Can Indian Retail Investors Cash-in on REIT Opportunities from 2017?

Anuj Puri, Chairman & Country Head, JLL India
Thursday, January 19, 2017
Anuj Puri, Chairman & Country Head, JLL India
Headquartered in Gurgaon, JLL is India's premier professional service firm specializing in real estate. The entity provides investors, developers, local corporates & multinational companies with a comprehensive range of services including research, analytics, consultancy, transactions, project & development services.

The formation of Real Estate Investment Trusts (REITs) will help in expansion of the quality real estate universe in India besides giving developers another instrument to exit their projects. REITs would own real estate and most of them are expected to have their shares listed on the stock market. These listings will provide retail investors a superb and entirely new opportunity to participate in real estate's growth story in India. However, would an industry that has not been able to exploit its full investment potential so far, be able to attract droves of retail investors? The answer, thanks to REITs, is a resounding yes. REITs have the potential to attract institutional & retail investors alike because of their inherent nature to provide regular dividends at relatively low-risk levels.

And why is that so? One, because REITs in India will prefer to invest in the commercial developments, specifically the highest quality, or Grade-A, properties due to the higher rental yields in this asset class, and two, because only 20 percent of an Indian REIT's monies can be invested in development, the riskiest end of the real-estate industry. The remaining 80 percent of the fund's assets must be invested in income-producing property. Since, such projects often office buildings or shopping malls, have already been developed and have tenants, their income stream is relatively easy to predict. As they increase in value, the REITs will hold them for a long term and not trade in and out of real estate. As for the yields, the rental yield in commercial asset class across the country is usually in the range of 8-11 percent. If the capital value appreciation for residential property is not taken into account and only the rental yields of both residential and commercial asset classes is compared, yields in the former stand much lower at 2-4 percent.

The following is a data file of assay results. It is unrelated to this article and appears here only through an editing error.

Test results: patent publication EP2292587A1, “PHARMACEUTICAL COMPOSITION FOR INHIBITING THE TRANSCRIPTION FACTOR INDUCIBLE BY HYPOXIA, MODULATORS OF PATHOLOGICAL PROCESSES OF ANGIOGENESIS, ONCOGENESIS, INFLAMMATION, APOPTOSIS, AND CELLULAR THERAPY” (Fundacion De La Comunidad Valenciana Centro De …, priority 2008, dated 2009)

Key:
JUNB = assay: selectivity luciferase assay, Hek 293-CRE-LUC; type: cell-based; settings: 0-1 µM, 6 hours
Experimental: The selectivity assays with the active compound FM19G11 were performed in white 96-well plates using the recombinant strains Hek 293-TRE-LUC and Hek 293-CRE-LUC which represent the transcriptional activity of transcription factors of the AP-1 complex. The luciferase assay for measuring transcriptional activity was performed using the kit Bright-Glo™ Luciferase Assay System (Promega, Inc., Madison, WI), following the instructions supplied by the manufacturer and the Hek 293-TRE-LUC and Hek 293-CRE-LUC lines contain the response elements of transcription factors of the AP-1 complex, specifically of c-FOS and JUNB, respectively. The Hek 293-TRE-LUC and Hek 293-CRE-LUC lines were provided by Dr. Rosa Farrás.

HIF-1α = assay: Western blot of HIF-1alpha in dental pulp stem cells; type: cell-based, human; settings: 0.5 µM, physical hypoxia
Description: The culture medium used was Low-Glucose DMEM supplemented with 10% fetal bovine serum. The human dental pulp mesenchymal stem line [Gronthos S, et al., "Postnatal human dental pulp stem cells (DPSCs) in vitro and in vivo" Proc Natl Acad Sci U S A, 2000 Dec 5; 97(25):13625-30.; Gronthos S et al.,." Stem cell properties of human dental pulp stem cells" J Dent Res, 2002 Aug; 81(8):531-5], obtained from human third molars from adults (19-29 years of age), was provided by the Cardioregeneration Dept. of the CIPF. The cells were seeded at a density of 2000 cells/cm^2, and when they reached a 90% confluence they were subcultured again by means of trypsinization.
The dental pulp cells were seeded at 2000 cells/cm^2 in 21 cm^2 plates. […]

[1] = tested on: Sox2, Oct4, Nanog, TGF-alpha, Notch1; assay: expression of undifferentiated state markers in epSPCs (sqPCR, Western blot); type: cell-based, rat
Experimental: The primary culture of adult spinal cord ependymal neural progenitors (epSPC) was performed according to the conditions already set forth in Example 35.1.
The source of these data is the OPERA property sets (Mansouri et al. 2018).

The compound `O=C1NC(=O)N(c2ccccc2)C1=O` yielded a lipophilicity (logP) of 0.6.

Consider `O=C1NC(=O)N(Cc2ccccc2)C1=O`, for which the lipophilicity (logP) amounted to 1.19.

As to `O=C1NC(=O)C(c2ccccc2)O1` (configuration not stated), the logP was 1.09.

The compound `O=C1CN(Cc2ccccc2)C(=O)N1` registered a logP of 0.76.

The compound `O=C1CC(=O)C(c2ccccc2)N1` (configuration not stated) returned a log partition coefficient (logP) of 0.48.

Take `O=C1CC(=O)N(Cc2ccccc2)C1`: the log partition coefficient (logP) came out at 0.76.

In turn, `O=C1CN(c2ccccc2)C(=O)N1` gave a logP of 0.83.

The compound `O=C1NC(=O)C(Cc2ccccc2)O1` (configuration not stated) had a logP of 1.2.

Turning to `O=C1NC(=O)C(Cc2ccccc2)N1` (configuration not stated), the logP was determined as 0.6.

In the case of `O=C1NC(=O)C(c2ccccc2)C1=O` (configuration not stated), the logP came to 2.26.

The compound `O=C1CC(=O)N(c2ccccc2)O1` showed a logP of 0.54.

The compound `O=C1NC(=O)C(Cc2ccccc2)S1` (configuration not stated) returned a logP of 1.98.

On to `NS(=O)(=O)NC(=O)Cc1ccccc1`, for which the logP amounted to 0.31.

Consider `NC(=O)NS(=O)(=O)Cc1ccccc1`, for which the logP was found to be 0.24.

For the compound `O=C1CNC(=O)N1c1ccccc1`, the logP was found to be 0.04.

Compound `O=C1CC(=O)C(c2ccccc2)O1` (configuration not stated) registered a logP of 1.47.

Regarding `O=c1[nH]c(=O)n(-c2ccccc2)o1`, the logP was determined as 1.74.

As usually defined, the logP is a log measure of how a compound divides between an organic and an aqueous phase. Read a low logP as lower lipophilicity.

In commercial developments, yields combined with capital value appreciation over the recent years have been better off than residential properties. Indian REITs, like many others around the world, will be required to pay out 90 percent of their income from stable assets to investors. That will result in a twice-yearly dividend. In a scenario where the yield is barely 2-3 percent annually, the dividends that they pay out to their investors would remain negligible. That is why it doesn't make sense for REITs to invest in the residential asset class in India.

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